While the action is frequent, unfortunately the direction in-between is quite flat and uninteresting.  Zaror's character is supposed to be the quiet and mysterious type, but the way it was handled made some of the run-time feel more plodding than it did enigmatic. The score was also an issue, and kind of resembled muzak which seemed to be constantly playing at low volume in the background, even during fight scenes. It was a missed opportunity to add some excitement and impact to the action in my opinion.

All in all though it was an enjoyable 90 minutes, and definitely didn’t outstay its welcome. Looking forward to seeing Zaror featuring alongside Scott Adkins again in ‘Savage Dog’.

@KUNG FU BOB & @ShaOW!linDude - Did you guys ever get around to checking this out?

I'm typing this from bed with a laptop I hate (my wife's... I cant get the gang of this "finger-drag" cursor thing! Give me a damn mouse!)

To answer your question @One Armed Boxer: Hell yes! :nerd:

This was a first day released purchase and watch for me. I really dig Zaror and his bizarrely quirky films, and I love REDEEMER!

I agree that the weaknesses you cited are there, but they didn't spoil it for me.

 

20 hours ago, ShaOW!linDude said:

I sure did. Posted a review on the main page back in September 2015.

Redeemer

I don't remember this. I mean, I remember Zaror doing all that to those guys, but I don't recall that being in answer to someone's prayer. Well, oddly enough I was thinking about revisiting this the other day when I came across it looking for another movie. As if I needed an additional reason, now I have to. :tongueout

I actually revisited Mirageman a month or so ago. Have you seen any of his other films? (Chinango, Kiltro, Mandrill)

It's a tops review too!

 

14 hours ago, One Armed Boxer said:

Ah, now I remember reading your review at the time!  Agree with most of your points, apart from the overall direction of it not hitting the mark in the way it was probably intended.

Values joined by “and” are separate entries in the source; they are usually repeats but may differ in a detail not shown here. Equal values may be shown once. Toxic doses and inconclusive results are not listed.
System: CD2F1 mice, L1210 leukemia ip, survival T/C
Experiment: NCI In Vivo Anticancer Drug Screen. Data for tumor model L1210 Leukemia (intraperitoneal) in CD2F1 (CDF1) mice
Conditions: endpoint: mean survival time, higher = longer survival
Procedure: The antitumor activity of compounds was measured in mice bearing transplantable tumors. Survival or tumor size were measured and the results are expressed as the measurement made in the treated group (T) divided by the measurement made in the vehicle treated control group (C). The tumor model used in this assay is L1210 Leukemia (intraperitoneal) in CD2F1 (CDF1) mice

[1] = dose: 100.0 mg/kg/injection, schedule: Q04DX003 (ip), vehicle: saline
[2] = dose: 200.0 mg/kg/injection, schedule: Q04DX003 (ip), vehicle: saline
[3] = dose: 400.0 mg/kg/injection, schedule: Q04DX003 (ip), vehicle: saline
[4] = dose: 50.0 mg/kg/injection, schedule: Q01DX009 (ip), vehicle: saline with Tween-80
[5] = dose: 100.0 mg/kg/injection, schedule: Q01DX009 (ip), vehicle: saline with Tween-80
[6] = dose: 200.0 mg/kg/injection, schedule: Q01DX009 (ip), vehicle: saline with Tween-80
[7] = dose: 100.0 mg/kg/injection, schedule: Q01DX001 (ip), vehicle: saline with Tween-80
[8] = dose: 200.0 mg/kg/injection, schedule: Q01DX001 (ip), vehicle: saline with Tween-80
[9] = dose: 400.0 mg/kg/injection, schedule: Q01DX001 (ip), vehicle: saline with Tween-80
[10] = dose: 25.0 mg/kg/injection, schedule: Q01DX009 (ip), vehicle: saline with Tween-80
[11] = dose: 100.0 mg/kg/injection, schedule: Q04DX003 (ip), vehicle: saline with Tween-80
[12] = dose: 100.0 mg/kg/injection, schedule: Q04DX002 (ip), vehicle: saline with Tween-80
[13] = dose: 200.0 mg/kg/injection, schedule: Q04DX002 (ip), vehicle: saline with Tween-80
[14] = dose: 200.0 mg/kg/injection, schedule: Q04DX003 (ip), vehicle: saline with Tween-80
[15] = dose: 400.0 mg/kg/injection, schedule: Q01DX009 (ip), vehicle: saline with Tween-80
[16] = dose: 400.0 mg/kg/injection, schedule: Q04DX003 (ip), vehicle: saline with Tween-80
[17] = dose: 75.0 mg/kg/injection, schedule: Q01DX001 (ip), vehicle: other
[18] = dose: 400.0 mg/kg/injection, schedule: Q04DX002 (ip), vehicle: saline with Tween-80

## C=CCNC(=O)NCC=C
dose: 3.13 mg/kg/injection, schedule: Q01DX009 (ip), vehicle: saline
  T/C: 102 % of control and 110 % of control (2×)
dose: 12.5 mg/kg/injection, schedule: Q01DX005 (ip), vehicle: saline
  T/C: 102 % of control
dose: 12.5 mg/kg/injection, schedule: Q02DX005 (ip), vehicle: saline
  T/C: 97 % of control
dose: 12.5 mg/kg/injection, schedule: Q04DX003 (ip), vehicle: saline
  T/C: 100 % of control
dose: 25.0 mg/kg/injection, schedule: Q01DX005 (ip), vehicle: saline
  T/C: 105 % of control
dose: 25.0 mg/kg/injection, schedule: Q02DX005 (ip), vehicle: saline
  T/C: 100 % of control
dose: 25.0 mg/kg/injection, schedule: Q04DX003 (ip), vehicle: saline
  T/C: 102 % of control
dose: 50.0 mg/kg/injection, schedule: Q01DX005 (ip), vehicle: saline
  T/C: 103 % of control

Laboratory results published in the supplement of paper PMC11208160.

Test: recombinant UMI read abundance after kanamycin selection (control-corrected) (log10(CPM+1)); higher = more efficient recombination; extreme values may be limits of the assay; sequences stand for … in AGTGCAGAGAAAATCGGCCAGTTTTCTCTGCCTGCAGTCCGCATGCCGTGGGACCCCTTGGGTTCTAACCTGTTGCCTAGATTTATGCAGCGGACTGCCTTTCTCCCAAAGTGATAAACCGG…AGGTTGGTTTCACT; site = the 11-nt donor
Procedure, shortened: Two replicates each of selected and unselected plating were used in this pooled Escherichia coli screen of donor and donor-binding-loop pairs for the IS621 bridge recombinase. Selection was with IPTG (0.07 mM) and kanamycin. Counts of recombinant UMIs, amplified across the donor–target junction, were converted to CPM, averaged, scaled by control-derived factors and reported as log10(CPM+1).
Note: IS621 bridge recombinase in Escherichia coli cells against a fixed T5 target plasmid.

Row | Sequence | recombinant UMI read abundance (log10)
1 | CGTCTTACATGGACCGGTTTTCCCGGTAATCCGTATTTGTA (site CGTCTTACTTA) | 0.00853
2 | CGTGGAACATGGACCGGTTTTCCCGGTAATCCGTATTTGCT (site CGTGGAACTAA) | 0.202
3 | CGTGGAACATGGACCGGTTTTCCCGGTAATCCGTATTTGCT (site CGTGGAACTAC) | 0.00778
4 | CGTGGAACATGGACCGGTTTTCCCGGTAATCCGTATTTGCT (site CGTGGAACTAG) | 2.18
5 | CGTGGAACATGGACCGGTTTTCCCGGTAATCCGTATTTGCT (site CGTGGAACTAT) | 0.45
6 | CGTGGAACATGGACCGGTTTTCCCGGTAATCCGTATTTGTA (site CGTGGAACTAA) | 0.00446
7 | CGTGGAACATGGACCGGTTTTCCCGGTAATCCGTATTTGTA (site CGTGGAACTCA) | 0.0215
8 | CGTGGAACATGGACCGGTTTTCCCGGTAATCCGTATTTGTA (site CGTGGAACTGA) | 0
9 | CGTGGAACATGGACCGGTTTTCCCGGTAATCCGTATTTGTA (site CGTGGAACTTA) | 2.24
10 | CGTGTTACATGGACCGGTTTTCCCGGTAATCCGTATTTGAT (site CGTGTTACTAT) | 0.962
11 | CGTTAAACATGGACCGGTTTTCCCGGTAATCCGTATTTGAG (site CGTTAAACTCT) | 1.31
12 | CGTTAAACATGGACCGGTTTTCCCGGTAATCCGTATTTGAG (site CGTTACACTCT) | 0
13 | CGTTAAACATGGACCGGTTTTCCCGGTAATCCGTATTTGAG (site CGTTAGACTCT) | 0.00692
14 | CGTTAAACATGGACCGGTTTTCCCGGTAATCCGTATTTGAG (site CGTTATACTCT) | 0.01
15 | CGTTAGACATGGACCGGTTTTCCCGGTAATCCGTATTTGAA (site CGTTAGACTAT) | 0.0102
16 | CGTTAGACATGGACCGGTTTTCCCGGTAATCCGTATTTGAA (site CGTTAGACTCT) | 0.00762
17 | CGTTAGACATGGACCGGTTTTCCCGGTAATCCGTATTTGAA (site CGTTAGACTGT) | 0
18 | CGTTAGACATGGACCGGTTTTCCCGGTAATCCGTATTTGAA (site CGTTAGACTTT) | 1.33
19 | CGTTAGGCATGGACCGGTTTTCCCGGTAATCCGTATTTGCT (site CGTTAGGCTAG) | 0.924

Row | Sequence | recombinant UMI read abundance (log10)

I have 'Mandrill' sitting in the to-watch pile (really more of a mountain), so will likely get around to it some day soon (before 2020).

I watched 'Mirageman' at the time of its release in '07, and literally all that I can remember of it is a blue balaclava, which is probably a strong indication that it didn't leave much of an impression.

My son and I were fortunate enough to see MANDRILL in the theater at the Philly Film Festival. It's a whole other level of wacky! Apparently the film was made as an "in between" project while waiting for financing for something else (REDEEMER? I can't remember), just so that Zaror and director Ernesto Diaz Espinoza didn't have too much down-time. It sort of feels like some college guys had a friend with martial arts skills, and decided to shoot an overly ambitious James Bond type film, and for the most part they just filmed it on the fly. For instance, one "set" is just a carpeted room, that I don't think even had any furniture in it. Joey's garage perhaps? But then in other parts it does seem ultra-stylish and cool. The fact that the whole thing is played with a completely straight face, that the action is fast and brutal, and the story is unique, makes it entertaining from start to finish. Odd, funny, and exciting. I highly recommend it as a great "bad movie".

MIRAGEMAN is so simple when it comes to plot and characters, but Zaror's charisma and fighting skills make it pop for me. Plus, it has those strangely hilarious moments* in it, like when he changes clothes to fight crime, but later discovers that his street clothes have been stolen. Well worth revisiting.

*My favorite of these is in KILTRO when he speeds out the door and into the streets for a very eighties, angst-filled run to David Bowie's song Modern Love.